i10: Reclaim Abandoned Spaces for more Green Spaces
Like every city, Hull has some abandoned spaces that could be reclaimed for public green spaces. Ian Shaw has recently turned an abandoned area in Harehills, Leeds into an urban farm growing vegetables for the local community. Ian has worked with a group of volunteers (9-17 years old) to build this urban farm from scratch (see here: https://www.leeds.ac.uk/main-index/news/article/4909/harvest-festival-at-inner-city-youth-farm). There are many such abandoned spaces across our city, which could be cleaned up and regenerated either for green spaces, creating new parks, urban woodlands, wildlife refugium or creating space for community urban farming such as the one mentioned above. A coordinated strategy and effort by the city council is needed.
Green Spaces are really important to our communities, they can serve as carbon sinks and air purifiers, help protect biodiversity, generate well-being and provide educational opportunities. Expanding green spaces can benefit the city by making use of (currently wasted) spaces to create a more liveable city. How an abandoned space should be used is context specific and should be ideally decided by both local authorities and local communities. Creating urban farms is great for health and educational benefits but would require greater commitment compared to creating new parks or rewilding.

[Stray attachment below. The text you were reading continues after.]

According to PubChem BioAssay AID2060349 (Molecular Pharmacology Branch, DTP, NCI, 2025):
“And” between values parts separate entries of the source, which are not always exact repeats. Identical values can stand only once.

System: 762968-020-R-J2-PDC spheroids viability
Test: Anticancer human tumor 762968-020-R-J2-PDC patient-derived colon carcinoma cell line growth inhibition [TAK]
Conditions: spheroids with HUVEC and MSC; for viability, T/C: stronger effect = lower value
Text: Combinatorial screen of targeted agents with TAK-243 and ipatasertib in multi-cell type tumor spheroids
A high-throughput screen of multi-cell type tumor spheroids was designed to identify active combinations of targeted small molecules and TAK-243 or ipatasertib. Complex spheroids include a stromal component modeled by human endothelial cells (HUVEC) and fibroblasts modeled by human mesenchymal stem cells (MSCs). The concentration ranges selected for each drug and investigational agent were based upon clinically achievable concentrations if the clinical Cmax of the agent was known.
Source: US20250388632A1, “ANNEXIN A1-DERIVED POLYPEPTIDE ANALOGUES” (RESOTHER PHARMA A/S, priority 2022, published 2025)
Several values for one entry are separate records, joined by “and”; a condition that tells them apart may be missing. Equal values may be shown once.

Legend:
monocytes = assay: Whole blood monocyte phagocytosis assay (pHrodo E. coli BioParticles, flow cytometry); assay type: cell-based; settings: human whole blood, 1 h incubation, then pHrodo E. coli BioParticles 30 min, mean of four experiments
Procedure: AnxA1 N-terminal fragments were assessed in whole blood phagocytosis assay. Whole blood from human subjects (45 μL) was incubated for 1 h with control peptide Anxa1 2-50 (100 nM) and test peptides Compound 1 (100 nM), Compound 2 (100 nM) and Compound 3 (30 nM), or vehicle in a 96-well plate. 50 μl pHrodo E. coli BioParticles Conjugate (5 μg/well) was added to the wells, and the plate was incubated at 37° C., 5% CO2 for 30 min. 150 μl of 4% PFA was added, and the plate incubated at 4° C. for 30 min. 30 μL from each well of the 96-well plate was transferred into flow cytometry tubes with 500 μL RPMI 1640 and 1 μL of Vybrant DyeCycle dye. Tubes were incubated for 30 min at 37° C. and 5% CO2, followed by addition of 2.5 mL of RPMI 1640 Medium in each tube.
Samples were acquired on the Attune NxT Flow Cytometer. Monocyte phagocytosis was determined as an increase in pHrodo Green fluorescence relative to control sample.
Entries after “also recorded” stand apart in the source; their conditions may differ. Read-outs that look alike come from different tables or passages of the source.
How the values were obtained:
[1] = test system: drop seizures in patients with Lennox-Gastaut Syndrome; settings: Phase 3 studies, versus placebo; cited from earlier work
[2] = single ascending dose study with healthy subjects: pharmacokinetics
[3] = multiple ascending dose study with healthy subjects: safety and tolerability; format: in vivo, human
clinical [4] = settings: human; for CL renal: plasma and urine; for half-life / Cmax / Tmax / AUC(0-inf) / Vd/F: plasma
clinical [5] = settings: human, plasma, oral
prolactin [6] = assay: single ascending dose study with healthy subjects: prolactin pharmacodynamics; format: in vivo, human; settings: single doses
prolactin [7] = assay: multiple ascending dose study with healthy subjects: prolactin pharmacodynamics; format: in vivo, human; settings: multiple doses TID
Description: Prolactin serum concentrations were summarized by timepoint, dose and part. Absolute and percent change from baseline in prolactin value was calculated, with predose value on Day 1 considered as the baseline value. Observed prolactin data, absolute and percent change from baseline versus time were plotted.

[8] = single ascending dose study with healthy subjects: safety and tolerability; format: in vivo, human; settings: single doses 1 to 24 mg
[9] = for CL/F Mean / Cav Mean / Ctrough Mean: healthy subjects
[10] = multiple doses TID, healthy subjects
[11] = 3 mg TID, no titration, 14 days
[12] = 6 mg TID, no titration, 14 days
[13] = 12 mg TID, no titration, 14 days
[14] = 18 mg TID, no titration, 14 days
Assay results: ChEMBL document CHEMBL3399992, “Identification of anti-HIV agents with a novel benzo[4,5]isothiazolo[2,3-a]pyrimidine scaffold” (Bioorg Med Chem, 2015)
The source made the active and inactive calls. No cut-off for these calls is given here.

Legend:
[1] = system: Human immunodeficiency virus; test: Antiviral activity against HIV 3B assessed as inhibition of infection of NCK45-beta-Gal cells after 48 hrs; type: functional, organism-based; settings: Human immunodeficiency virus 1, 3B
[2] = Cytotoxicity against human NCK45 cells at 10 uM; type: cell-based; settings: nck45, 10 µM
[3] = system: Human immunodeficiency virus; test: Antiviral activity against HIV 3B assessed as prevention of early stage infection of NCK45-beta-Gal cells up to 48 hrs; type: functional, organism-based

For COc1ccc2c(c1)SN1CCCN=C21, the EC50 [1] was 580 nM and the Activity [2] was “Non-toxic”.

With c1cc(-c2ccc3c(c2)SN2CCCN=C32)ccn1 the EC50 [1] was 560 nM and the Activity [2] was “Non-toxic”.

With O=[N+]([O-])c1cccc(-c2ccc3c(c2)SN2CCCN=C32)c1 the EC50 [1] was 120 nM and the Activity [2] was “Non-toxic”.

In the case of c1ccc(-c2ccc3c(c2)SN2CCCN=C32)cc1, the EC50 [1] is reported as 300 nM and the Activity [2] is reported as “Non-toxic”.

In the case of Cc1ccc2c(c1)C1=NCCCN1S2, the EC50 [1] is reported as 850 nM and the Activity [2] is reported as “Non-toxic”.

Response to Suggestions:
- Volunteers: This is an important point, particularly if abandoned spaces are used for urban farming. Ian managed to recruit young locals to volunteer, working together with local schools, so maybe that could be an approach? Also can you contact those on the waiting list and invite them to volunteer in a communal urban farm, pointing out the advantages over doing it on your own? Kevin also pointed out that sometimes a better solution could be community orchards as they need less volunteer time.
- Ownership: This has been raised twice, albeit in different contexts. It is true that often community allocated green space is later repurposed for housing development. I guess to prevent that it might be good to make the council commit that a certain share of area should be reserved for green spaces in the city and various city districts, so if a green space is then used for development a new, close-by green space needs to be made available or the development cannot go ahead. And it is important to get local communities involved and help them with advice to find the best solution for how to best utilise abandoned spaces.
- Rewilding/Biodiversity: It is also true that many "abandoned" spaces are actually already spaces where rewilding takes place, though that's not what I meant with abandoned. I rather meant spaces where rewilding cannot take place because they used to be building sites etc. Certainly some green spaces need to be reserved for rewilding and biodiversity conservation (native plants etc.)
Suggestions for improvement (5)
Public land as community greenspace
Gardens and Open Spaces Hull
- 5 supporter